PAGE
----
After Massive Recognition At Cannes, Bollywood’s Anurag Kashyap Heaps Praises ‘In Flames’

Pakistanis have a reason to rejoice as Pakistani-Canadian film ‘In Flames’ directed by Zarrar Kahn recently had its world premiere at the 76th Annual Cannes film festival. The horror film will continue to screen at the prestigious festival till May 27.

‘In Flames’ is the first Pakistan-set film in Directors’ Fortnight since Jamil Dehlavi’s The Blood of Hussain in 1980, reported Variety. The film is produced by Anam Abbas with executive producers Shant Joshi, Todd Brown and Maxime Cottray on board. The women-centered film stars actors Rameesha Nawal, Bakhtawar Mazhar, Adnan Shah Tipu and Omair Javaid.

After making waves and receiving numerous accolades at the festival, ‘In Flames’ found an admirer across the border. Bollywood’s Anurag Kashyap was all praises for the film. In a panel discussion in the Canadian Pavilion he said, “In Flames is so much more than a moody horror film. It talks about society, pulls out everything, and shows it bare naked. That hits you so hard in the gut.”

He added, “I am a genre film freak. Genres evolved as a response to all kinds of repression. What were zombies if not Nazis?”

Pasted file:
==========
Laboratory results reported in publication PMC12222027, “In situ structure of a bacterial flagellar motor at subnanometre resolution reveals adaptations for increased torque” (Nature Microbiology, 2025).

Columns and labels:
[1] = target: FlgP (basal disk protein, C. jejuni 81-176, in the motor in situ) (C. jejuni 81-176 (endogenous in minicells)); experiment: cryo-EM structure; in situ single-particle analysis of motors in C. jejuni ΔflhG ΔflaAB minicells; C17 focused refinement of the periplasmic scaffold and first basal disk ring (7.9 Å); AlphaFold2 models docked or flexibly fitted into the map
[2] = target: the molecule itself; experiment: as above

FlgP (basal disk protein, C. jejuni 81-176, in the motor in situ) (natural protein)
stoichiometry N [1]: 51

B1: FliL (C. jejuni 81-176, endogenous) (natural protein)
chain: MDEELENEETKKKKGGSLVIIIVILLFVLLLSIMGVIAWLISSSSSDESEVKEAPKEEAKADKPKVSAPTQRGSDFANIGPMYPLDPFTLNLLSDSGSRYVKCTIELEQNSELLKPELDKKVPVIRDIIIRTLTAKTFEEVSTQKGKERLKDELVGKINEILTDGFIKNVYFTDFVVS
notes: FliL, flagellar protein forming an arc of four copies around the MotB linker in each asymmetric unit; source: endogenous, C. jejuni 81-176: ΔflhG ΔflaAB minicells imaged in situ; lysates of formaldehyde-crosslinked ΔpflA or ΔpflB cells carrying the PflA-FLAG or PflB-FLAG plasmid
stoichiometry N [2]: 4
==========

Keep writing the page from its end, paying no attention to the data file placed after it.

For the unversed, Kashyap’s neo-noir thriller ‘Kennedy’ will premiere at Cannes on May 24. Kahn responded to the Gangs of Wasseypur director’s with more praise and said, ”In Pakistan, Bollywood films are banned but we love to consume them. They were so larger than life that I was like we can never make those films. They are out of scale of what is possible,” Kahn said.

“Watching the films of Anurag Kashyap gave us the palette and the landscape for films that we could make in Karachi. I am grateful to him for creating that kind of cinema and blazing that trail,” he added.

Earlier in an exclusive conversation with Variety, Kahn spoke about the film and said, “It was supposed to be a drama about a young woman and her secret boyfriend. And then it ended up becoming a thriller.”

“The themes were becoming also more relevant to what is happening in Pakistan at this time, around the conversation of women’s rights, property rights – a lot of these time optics are really in flux and conflict right now, and those themes were also becoming more violent. So, it was feeling not only is this the film that I could make, this is also the film that needs to be made,” Kahn added.

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